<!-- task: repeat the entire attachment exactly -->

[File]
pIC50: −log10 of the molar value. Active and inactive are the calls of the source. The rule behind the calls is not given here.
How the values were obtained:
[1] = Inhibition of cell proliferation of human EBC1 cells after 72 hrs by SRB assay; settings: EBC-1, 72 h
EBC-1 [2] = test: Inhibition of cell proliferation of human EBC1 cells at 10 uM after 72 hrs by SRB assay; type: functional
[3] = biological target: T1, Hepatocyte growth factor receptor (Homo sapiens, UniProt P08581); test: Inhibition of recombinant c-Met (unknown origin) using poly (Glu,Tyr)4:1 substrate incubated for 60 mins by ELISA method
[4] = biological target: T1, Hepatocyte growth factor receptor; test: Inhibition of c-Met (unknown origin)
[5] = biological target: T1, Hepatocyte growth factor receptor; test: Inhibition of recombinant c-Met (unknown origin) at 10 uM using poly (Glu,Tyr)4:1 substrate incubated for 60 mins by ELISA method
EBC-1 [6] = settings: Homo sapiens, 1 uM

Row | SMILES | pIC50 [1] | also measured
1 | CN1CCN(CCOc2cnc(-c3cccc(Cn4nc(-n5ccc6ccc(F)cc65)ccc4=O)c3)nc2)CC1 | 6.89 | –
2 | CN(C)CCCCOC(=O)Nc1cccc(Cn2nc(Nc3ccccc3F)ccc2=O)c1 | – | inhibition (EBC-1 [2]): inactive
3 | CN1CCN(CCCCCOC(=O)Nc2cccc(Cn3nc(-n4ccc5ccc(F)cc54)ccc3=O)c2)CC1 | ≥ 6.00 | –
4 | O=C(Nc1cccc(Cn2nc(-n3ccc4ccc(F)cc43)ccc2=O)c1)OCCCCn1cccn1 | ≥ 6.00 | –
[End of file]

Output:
pIC50: −log10 of the molar value. Active and inactive are the calls of the source. The rule behind the calls is not given here.
How the values were obtained:
[1] = Inhibition of cell proliferation of human EBC1 cells after 72 hrs by SRB assay; settings: EBC-1, 72 h
EBC-1 [2] = test: Inhibition of cell proliferation of human EBC1 cells at 10 uM after 72 hrs by SRB assay; type: functional
[3] = biological target: T1, Hepatocyte growth factor receptor (Homo sapiens, UniProt P08581); test: Inhibition of recombinant c-Met (unknown origin) using poly (Glu,Tyr)4:1 substrate incubated for 60 mins by ELISA method
[4] = biological target: T1, Hepatocyte growth factor receptor; test: Inhibition of c-Met (unknown origin)
[5] = biological target: T1, Hepatocyte growth factor receptor; test: Inhibition of recombinant c-Met (unknown origin) at 10 uM using poly (Glu,Tyr)4:1 substrate incubated for 60 mins by ELISA method
EBC-1 [6] = settings: Homo sapiens, 1 uM

Row | SMILES | pIC50 [1] | also measured
1 | CN1CCN(CCOc2cnc(-c3cccc(Cn4nc(-n5ccc6ccc(F)cc65)ccc4=O)c3)nc2)CC1 | 6.89 | –
2 | CN(C)CCCCOC(=O)Nc1cccc(Cn2nc(Nc3ccccc3F)ccc2=O)c1 | – | inhibition (EBC-1 [2]): inactive
3 | CN1CCN(CCCCCOC(=O)Nc2cccc(Cn3nc(-n4ccc5ccc(F)cc54)ccc3=O)c2)CC1 | ≥ 6.00 | –
4 | O=C(Nc1cccc(Cn2nc(-n3ccc4ccc(F)cc43)ccc2=O)c1)OCCCCn1cccn1 | ≥ 6.00 | –